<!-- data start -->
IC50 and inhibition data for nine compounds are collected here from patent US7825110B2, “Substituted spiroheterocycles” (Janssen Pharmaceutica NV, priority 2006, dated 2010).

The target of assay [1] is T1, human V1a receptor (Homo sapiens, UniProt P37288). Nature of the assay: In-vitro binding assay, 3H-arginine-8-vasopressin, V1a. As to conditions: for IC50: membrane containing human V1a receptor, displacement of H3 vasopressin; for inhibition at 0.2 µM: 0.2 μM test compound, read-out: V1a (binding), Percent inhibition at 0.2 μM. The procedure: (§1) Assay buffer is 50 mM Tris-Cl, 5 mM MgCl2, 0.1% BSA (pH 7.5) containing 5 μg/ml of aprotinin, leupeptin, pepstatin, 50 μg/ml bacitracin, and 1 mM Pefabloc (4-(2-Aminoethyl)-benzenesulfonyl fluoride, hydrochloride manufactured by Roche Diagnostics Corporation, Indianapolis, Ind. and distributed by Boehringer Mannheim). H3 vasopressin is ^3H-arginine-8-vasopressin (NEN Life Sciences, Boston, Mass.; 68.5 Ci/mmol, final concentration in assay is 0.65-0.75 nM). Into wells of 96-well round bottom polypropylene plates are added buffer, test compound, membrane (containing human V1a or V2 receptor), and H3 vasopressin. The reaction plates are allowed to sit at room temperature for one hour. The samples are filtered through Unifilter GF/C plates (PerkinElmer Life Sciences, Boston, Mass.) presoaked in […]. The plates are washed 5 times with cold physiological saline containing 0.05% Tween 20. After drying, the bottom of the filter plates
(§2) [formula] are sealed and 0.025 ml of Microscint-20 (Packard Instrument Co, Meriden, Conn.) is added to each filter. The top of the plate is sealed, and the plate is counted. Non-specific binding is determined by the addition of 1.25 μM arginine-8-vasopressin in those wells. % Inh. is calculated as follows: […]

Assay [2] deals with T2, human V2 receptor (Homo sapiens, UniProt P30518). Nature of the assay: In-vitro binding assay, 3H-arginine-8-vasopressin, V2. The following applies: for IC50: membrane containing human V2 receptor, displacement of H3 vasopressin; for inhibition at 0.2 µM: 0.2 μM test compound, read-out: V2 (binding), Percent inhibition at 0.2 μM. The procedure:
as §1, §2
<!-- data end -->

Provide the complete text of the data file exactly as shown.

IC50 and inhibition data for nine compounds are collected here from patent US7825110B2, “Substituted spiroheterocycles” (Janssen Pharmaceutica NV, priority 2006, dated 2010).

The target of assay [1] is T1, human V1a receptor (Homo sapiens, UniProt P37288). Nature of the assay: In-vitro binding assay, 3H-arginine-8-vasopressin, V1a. As to conditions: for IC50: membrane containing human V1a receptor, displacement of H3 vasopressin; for inhibition at 0.2 µM: 0.2 μM test compound, read-out: V1a (binding), Percent inhibition at 0.2 μM. The procedure: (§1) Assay buffer is 50 mM Tris-Cl, 5 mM MgCl2, 0.1% BSA (pH 7.5) containing 5 μg/ml of aprotinin, leupeptin, pepstatin, 50 μg/ml bacitracin, and 1 mM Pefabloc (4-(2-Aminoethyl)-benzenesulfonyl fluoride, hydrochloride manufactured by Roche Diagnostics Corporation, Indianapolis, Ind. and distributed by Boehringer Mannheim). H3 vasopressin is ^3H-arginine-8-vasopressin (NEN Life Sciences, Boston, Mass.; 68.5 Ci/mmol, final concentration in assay is 0.65-0.75 nM). Into wells of 96-well round bottom polypropylene plates are added buffer, test compound, membrane (containing human V1a or V2 receptor), and H3 vasopressin. The reaction plates are allowed to sit at room temperature for one hour. The samples are filtered through Unifilter GF/C plates (PerkinElmer Life Sciences, Boston, Mass.) presoaked in […]. The plates are washed 5 times with cold physiological saline containing 0.05% Tween 20. After drying, the bottom of the filter plates
(§2) [formula] are sealed and 0.025 ml of Microscint-20 (Packard Instrument Co, Meriden, Conn.) is added to each filter. The top of the plate is sealed, and the plate is counted. Non-specific binding is determined by the addition of 1.25 μM arginine-8-vasopressin in those wells. % Inh. is calculated as follows: […]

Assay [2] deals with T2, human V2 receptor (Homo sapiens, UniProt P30518). Nature of the assay: In-vitro binding assay, 3H-arginine-8-vasopressin, V2. The following applies: for IC50: membrane containing human V2 receptor, displacement of H3 vasopressin; for inhibition at 0.2 µM: 0.2 μM test compound, read-out: V2 (binding), Percent inhibition at 0.2 μM. The procedure:
as §1, §2